Treating Liver Disease in Dogs

By Tess Thompson



Before understanding the treatment of liver disease in dogs, it is necessary to understand the functions that the liver performs in the body. The liver is the largest and among the most important organs in the body with an immense reserve capacity. Its multiple functions include the following:

  1. Regulation of the level of most of the chemicals in the body
  2. Production of proteins for blood plasma
  3. Conversion of waste products
  4. Support in the regulation of fat distribution in the body
  5. Production of bile for easy digestion
  6. Regulation of amino acid levels
  7. Storage of glycogen for later use as an energy source as per need of the body
  8. Elimination of toxins from the blood

Some of its functions are similar to those of other organs, which is one of the reasons that symptoms of liver disease in dogs resemble those caused by minor ailments of other organs.

Dietary modification is crucial for restoring liver functions. Liver cells have an incredible capacity of regeneration if the disease has not aggravated unreasonably. Adequate rest and a nutritional diet can aid in the process of regeneration of cells to a great extent.

Treatment of pet liver disease, including feline liver disease depends largely on the cause. Where the cause is known, the first effort is to remove the underlying condition. Antibiotics are used for bacterial infections. Drugs that may be causing toxicity are discontinued. Fluids and electrolytes are administered intravenously to take care of dehydration caused by loss of appetite. Diuretics are used to help in urination to reduce fluid retention. If it is suspected that the immune system is involved, the veterinarian may seek the aid of corticosteroids.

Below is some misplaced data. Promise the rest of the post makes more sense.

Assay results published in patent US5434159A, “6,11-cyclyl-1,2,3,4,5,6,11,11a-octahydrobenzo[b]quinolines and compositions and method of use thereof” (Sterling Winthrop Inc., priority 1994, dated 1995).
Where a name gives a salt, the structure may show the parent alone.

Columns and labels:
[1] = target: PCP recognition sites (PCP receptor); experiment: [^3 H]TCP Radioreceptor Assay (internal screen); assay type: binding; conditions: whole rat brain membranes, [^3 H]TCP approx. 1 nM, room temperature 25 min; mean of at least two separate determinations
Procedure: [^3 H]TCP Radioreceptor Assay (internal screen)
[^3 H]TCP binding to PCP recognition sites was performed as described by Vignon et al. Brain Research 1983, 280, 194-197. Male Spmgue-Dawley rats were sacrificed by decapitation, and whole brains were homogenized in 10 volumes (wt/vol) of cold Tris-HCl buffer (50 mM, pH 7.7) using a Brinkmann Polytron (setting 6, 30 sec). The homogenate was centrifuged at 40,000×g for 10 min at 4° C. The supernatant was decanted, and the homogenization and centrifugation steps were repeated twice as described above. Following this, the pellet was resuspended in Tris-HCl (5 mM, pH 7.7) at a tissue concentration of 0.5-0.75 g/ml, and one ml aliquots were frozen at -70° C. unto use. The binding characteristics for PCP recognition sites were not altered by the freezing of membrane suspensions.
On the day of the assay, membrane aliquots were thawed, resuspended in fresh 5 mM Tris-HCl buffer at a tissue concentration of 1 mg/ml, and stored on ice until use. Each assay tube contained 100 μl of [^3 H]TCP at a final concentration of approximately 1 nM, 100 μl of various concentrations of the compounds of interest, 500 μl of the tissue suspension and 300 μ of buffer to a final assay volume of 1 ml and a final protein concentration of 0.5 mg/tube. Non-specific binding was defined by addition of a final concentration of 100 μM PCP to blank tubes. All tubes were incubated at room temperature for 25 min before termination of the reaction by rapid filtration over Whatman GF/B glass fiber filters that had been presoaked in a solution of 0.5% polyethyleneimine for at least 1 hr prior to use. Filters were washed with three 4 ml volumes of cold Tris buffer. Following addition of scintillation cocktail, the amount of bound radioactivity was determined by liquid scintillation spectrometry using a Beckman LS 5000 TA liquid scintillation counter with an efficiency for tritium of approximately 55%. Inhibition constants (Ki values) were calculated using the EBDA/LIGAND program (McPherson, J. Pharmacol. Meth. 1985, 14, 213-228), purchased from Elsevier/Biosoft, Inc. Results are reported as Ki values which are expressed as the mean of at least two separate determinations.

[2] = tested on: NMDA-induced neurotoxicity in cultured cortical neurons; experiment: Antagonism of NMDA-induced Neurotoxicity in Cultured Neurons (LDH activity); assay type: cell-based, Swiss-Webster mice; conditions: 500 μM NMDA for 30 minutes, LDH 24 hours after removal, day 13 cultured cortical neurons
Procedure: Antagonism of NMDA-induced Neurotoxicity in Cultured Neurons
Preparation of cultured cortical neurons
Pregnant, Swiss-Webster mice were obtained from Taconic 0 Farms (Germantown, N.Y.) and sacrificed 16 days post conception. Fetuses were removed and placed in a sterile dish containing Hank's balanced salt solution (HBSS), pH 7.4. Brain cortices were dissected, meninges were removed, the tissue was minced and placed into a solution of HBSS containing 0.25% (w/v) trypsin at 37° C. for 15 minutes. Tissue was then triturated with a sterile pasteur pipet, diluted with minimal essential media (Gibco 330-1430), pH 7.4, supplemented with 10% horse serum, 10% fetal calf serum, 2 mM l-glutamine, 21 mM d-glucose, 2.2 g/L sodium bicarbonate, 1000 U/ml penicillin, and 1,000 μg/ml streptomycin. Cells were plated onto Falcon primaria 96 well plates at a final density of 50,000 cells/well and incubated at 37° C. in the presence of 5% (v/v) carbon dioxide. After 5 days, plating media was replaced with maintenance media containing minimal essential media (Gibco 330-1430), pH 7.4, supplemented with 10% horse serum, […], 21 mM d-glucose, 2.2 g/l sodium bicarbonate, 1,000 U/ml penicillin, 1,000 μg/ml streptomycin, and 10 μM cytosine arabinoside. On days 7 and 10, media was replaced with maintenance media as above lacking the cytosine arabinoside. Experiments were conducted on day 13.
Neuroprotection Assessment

If dogs are not vaccinated, Infectious Canine Hepatitis can occur at any age. Like all viral treatments hepatitis is also treated symptomatically, often involving administration of intravenous fluids. The liver plays an important role in blood clotting. Hepatitis can cause clotting problems and a loss of blood may result in the need for blood transfusion. Severe hepatitis may lead to a comatose condition, which necessitates giving glucose intravenously.

The liver also manages the level of copper in the body. Copper storage disease is mostly breed specific and common in some Terriers and Dobermans. Treatment is targeted at speeding up copper excretion and restricting further absorption of copper from the intestines. Penicillamine, a chelating agent, is given for helping in excretion and zinc for inhibiting absorption.

Perhaps the most dreaded of all liver diseases is malignant tumor in the organ. Liver cancer may be primary (originating from the liver itself) or secondary (cancer in another neighboring or distant area that spreads to the liver). Primary cancer involves surgical removal of the affected lobe and secondary cancers are treated with chemotherapy. Where more than one lobe is affected, surgery is ruled out.

The liver is a composite organ performing multiple actions at the same time, which makes it difficult to classify and understand liver disease. Liver diseases can be fatal despite the organ’s vast capability to continue to function under stress. The best method of preventing it is to be aware of your dog’s specific needs of diet and exercise right from the day you bring your pet home.

References:
http://www.vin.com/VINDBPub/SearchPB/Proceedings/PR05000/PR00429.htm
http://lbah.com/liver.htm

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